Designing of Cryogenic Storage Vessels
Different variables, like the thickness of the product vessel, the diameter of the product vessel, the thickness of the outer shell, the diameter of the outer shell, and the thickness of the stiffeners, are calculated.
Those calculations depend on the type of design codes.
This air is passed through a post filter, removing further impurities. The filtered air is passed through the post filter, eliminating other impurities.
The filtered air is sent through the cold box. This rigid box mainly consists of the following
1) Heat exchangers
2) Exchange turbines
3) Inlet and outlet manifolds
4) A column consisting of aluminum trays.
The compressed air is passed through the heat exchanger, which reduces the air temperatures to around -140˚C.
Air cooling is allowed to bypass the cold non-condensable gases and gaseous nitrogen.
The cold air is passed through the expansion turbine in which the compressed air is expanded.
Due to this expansion, the temperature is reduced to around -180˚C.
At this low temperature, the air is liquefied. The liquid air is passed through a column of aluminum trays from top to bottom.
Nitrogen and other gases evaporate during this flow, and only oxygen is collected in bottom reservoirs.
The liquid nitrogen is produced at the top of the column.
Due to this, gaseous nitrogen can be liquefied by giving heat energy to the liquid oxygen.
Here, the liquid oxygen is evaporated. This liquid nitrogen is formed at the column and Pumped to the cold convertor.
The condensable gaseous nitrogen is passed through the heat exchanger, which cools the incoming compressed air; thus, liquid nitrogen and oxygen are produced and collected in a cold convertor.
Argon, which has 0.93% air content and a boiling point between oxygen and nitrogen, is present as an impurity in both liquid nitrogen and liquid oxygen.
To get pure liquid nitrogen, the argon percentage should be reduced. This can be done using the other column separating the argon.
2. Cryogenic Vessel Design
Different variables, like the thickness of the product vessel, the diameter of the product vessel, the thickness of the outer shell, the diameter of the outer shell, and the thickness of the stiffeners, are calculated. Those calculations depend on the type of design codes.
2.2 Design Codes for Cryogenic Storage Vessels
A design code is a document that sets rules for the design of Cryogenic Storage Vessels. It is a tool that can be used in the design and planning process. The design and manufacture of pressure vessels are done according to some regulations and codes. They assure safety in operations, quality control, and assurance.
The codes that pressure vessel manufacturers adopt are 1) ASME selection VIII division- I & II (American codes), 2) PD 5500 (British code), 3) AD Merkblatter (German code), and 4) IS 2825 (Indian code)
The primary aims of the codes are identical, but their approach is different. Their use of raw materials, historical background, design, and manufacture are further for other regulations in different countries.
Austenitic steels, stainless steels, fine grain double normalized and tempered nickel steels, copper, and aluminum are excellent cryogenic-temperature resistant materials.
Austenitic stainless steels are well suited to cryogenic applications as they remain rigid and ductile at temperatures as low as -269degC.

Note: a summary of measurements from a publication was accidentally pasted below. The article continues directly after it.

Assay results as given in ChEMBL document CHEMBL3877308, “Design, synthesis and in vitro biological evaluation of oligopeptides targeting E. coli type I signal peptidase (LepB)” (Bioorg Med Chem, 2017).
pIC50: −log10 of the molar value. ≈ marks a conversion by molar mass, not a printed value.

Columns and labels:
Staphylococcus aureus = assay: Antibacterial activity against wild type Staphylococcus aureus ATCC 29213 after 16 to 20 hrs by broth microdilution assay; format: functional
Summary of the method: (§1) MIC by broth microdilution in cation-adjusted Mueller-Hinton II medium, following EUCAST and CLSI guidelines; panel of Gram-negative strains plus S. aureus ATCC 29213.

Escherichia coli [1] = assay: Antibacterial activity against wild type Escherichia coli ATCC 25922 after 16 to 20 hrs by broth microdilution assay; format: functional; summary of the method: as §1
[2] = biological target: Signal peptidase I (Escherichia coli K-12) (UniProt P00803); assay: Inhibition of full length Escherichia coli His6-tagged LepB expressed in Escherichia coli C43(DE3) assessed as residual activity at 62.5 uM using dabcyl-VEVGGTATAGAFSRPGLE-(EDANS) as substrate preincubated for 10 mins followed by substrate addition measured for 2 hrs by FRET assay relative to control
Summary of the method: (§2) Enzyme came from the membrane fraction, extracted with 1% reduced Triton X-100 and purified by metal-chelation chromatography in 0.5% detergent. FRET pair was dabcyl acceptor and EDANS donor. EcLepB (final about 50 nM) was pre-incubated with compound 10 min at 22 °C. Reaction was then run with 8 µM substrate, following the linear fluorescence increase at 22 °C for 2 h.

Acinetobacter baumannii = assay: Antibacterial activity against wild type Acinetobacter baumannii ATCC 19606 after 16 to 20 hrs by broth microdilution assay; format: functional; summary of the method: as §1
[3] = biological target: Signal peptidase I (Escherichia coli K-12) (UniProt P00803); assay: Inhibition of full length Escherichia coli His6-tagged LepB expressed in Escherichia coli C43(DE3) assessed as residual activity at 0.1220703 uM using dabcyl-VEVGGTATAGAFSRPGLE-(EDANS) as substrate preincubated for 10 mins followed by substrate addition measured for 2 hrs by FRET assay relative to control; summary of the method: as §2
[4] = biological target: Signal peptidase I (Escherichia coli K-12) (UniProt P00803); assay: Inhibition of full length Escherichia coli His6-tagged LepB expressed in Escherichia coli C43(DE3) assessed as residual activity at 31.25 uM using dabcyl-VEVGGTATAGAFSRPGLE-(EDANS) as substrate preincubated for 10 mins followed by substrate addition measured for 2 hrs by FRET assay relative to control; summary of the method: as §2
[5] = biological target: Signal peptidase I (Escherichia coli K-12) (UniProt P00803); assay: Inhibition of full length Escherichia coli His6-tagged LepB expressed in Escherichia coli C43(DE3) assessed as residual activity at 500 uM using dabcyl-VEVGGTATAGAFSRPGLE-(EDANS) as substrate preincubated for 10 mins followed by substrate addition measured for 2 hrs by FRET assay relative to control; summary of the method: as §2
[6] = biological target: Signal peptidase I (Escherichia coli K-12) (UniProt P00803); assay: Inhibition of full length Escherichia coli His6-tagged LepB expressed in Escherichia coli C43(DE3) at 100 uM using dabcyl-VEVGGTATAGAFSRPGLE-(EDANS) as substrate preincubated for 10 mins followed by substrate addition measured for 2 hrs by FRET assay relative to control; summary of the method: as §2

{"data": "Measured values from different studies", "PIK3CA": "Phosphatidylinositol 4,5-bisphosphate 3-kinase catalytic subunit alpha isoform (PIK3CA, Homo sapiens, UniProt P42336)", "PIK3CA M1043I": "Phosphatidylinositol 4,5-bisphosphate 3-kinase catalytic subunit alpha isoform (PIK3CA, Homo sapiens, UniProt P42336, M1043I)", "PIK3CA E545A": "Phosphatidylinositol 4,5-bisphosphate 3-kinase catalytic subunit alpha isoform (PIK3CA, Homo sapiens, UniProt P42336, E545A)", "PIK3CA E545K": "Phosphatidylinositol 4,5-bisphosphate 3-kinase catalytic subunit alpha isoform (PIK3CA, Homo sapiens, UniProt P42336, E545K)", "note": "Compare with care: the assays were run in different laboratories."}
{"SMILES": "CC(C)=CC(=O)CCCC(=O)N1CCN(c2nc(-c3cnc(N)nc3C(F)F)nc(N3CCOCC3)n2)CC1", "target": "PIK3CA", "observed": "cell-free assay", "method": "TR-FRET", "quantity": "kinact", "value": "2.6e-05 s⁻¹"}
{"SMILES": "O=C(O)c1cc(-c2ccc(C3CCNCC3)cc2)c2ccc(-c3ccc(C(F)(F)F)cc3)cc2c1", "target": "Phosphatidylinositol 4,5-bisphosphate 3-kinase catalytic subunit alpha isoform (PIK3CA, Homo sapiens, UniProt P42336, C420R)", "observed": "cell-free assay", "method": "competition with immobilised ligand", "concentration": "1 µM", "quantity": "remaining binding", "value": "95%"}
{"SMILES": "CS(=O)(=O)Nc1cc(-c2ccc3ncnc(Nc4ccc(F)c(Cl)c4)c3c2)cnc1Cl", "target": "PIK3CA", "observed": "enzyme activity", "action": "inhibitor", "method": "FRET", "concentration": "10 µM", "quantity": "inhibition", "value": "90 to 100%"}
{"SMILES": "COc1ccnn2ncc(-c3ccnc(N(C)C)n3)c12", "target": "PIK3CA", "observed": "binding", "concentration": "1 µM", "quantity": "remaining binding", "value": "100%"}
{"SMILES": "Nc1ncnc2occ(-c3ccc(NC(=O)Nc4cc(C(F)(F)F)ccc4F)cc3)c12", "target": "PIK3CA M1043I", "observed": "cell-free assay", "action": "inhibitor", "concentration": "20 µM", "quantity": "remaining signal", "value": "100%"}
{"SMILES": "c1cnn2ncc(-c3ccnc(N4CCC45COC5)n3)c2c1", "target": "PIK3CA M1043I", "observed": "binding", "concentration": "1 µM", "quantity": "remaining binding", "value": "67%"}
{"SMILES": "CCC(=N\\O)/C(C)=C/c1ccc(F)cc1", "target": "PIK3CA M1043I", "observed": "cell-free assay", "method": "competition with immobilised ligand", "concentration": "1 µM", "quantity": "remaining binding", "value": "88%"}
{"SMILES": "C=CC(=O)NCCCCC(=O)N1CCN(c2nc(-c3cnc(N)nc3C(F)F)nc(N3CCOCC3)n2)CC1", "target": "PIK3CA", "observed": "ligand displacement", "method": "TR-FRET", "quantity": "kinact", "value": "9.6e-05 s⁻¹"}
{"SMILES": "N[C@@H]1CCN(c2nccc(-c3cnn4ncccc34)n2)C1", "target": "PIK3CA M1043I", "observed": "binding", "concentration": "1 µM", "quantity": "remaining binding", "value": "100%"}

9% Nickel steel
9% nickel steel is often classified as ferrite steel. However, this material includes austenitic ferrite and magnetite as well. With the austenitic present, its presence has provided excellent strength and resistance against brittle fracture. At temperatures below zero, ductility declines gradually, and as soon as chirpy v notch values reach 25 Ft-lbs (346 or 4.4 kg/cm2) at -200degC. At its heart lies proven safety and favourable cost, making cryogenic equipment using this material an indispensable solution for storing and transporting liquid gases such as Nitrogen, Methane, and Ethylene. Extensive tests conducted on tanks filled with liquid nitrogen have demonstrated that quenching and tempering treatments as post-weld treatments were not beneficial, according to ASME Code requirements for 2-inch thickness (about 50mm).
Aluminum alloys such as 5083 (Mg 0.445%, Mn 0.6%, and cr 0.15%) and 6003 (Mn 1.26% and Cu 0.12%) are often employed to manufacture cryogenic storage vessels, columns in air separation plants, and heat exchangers, with no evidence of ductile-to-brittle transformation at temperatures down to liquid helium (-269degC). Aluminium’s superior toughness properties have long been recognized, so it was not considered necessary to specify its minimum value in ASME or ASTM codes; notched yield ratio, tear resistance critical stress intensity increases with a decrease in temperature while fatigue strength also increases with temperature reduction.
Copper alloys such as alpha brass and phosphorous-di-oxide copper were easily chosen when building cryogenic equipment. In contrast, today, copper tubes are still commonly used as air separation trays in smaller air separation plants. Copper has low yield strength in an annealed state, while its alloys have an even lower yield strength than steel – unaffected by temperature variations or yield strength changes.
Aluminum and nickel steels are excellent choices for creating cryogenic storage vessels; to determine which material is the most suited, stress analysis must first be conducted on both materials before selecting one that will make for successful tank production.